WASHINGTON (AP) — In a solar system thousands of light years away, a star about half the size of our sun is being orbited by two planets that seem like smaller versions of Jupiter and Saturn, astronomers report.

The simultaneous discovery of two planets is rare, and this was the first time researchers had the opportunity to do so using a technique called gravitational microlensing.

"You could call it luck, but I think it might just mean that these systems are common throughout our galaxy," said Scott Gaudi of Ohio State University, lead author of the report in Friday's issue of the journal Science.

The star and its planets were observed when they passed in front of a more distant star in 2006. A lensing effect magnified the light of the distant star 500 times, the researchers explained.

Gaudi analyzed the data and discovered a distortion that he thought was caused by a Saturn-mass planet. Then, less than a day later, came an additional distortion he wasn't expecting: a "blip" in the signal that appeared to be caused by a second, larger planet orbiting the same star.

It took two months to confirm the two-planet find. David Bennett, a research associate professor of astrophysics and cosmology at the University of Notre Dame, refined the preliminary model revealing additional details about the system.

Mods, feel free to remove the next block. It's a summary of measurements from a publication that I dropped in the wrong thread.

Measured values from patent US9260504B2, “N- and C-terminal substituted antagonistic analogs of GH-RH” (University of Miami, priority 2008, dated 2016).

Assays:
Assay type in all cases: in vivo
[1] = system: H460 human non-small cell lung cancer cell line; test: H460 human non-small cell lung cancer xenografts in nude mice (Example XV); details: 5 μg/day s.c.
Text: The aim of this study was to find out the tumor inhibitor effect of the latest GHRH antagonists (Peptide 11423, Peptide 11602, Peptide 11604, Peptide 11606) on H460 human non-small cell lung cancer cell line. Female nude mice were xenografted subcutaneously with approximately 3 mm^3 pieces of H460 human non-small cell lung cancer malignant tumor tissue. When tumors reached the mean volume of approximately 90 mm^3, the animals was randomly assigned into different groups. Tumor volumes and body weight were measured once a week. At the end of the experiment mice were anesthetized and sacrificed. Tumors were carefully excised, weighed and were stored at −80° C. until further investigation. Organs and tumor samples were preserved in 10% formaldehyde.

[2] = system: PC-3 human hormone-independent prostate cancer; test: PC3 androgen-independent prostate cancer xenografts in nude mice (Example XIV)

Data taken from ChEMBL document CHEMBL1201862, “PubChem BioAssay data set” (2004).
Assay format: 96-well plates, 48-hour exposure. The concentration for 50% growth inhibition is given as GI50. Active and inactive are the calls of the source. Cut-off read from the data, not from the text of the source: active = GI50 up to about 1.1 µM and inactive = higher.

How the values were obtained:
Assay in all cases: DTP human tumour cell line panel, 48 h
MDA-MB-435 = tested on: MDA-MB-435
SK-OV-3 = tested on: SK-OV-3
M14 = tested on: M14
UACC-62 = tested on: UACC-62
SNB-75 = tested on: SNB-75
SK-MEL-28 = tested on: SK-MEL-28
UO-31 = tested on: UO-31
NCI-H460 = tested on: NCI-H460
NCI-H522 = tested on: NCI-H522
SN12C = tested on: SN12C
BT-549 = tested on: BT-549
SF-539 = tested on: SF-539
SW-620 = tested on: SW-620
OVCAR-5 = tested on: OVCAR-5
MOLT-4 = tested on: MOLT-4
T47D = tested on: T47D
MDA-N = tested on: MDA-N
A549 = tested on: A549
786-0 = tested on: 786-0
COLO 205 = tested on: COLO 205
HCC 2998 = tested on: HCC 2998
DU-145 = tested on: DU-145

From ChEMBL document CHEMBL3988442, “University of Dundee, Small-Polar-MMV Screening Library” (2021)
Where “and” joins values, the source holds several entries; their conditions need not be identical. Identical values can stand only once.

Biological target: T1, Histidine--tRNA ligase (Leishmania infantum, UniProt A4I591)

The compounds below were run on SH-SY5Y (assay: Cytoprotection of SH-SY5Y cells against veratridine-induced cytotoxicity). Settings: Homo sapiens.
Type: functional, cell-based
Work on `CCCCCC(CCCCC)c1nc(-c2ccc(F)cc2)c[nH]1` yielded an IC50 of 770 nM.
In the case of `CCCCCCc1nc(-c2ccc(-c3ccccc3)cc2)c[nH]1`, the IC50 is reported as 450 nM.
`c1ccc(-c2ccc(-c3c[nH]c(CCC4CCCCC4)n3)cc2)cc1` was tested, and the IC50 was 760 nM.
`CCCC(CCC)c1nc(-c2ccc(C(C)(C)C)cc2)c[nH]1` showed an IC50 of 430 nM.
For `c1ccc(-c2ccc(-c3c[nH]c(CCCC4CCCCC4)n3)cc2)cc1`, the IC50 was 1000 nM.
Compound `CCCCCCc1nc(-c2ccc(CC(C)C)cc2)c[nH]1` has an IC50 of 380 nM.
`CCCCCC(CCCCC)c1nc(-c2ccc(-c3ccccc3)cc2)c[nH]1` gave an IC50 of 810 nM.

The researchers said the newly discovered planets appear to be gaseous, like Jupiter and Saturn, but only about 80 percent as big.

"This is the first time we had a high enough magnification event where we had significant sensitivity to a second planet — and we found one," Gaudi said in a statement.

Four single planets have been found previously using microlensing, two of them by the Ohio State University-based Microlensing Follow Up Network — MicroFUN.

This work was funded by the National Science Foundation; NASA; the Polish Ministry of Scientific Research and Information Technology; the SRC Korea Science & Engineering Foundation; the Korea Astronomy & Space Science Institute; German Research Council; Particle Physics and Astronomy Research Council; the European Union Program for Research and Technological Development; the Israel Science Foundation; the Marsden Fund of New Zealand; the Japan Ministry of Education, Culture, Sports, Science and Technology and the Japan Society for the Promotion of Science.

On the Net: Science: www.sciencemag.org